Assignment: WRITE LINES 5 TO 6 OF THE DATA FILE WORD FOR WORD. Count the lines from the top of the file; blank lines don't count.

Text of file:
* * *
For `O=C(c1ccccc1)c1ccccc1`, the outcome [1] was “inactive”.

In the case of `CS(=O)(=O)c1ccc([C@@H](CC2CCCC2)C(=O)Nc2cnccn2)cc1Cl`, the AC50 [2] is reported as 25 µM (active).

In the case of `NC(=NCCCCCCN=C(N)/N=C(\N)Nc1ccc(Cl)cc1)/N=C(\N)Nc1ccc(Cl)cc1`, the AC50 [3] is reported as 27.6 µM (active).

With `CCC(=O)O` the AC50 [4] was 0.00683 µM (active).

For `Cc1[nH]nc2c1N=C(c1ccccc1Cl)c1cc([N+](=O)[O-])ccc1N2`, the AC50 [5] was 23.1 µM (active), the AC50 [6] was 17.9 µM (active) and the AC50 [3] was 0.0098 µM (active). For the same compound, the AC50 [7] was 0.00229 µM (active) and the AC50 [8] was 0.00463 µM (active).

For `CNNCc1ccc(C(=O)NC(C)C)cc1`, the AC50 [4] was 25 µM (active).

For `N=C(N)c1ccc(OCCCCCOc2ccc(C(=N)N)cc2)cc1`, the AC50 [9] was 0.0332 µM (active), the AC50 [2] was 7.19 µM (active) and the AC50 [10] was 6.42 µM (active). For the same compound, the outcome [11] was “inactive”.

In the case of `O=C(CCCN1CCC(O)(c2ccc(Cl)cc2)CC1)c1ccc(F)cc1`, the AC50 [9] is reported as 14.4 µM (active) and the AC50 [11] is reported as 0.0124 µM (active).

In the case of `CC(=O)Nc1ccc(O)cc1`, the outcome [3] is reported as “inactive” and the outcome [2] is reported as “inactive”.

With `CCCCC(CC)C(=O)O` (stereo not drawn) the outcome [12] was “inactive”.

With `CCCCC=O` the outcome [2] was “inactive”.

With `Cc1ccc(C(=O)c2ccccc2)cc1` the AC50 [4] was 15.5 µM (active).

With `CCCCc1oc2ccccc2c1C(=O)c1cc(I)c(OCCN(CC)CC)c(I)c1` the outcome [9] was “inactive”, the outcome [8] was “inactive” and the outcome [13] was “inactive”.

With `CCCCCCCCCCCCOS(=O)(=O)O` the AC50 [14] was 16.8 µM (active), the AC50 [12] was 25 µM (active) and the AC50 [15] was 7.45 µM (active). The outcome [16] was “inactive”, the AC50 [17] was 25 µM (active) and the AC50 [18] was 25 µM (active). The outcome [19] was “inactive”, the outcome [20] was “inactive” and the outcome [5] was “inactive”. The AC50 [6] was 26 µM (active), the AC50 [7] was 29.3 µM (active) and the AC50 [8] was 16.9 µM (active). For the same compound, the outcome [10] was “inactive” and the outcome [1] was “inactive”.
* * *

For `Cc1[nH]nc2c1N=C(c1ccccc1Cl)c1cc([N+](=O)[O-])ccc1N2`, the AC50 [5] was 23.1 µM (active), the AC50 [6] was 17.9 µM (active) and the AC50 [3] was 0.0098 µM (active). For the same compound, the AC50 [7] was 0.00229 µM (active) and the AC50 [8] was 0.00463 µM (active).

For `CNNCc1ccc(C(=O)NC(C)C)cc1`, the AC50 [4] was 25 µM (active).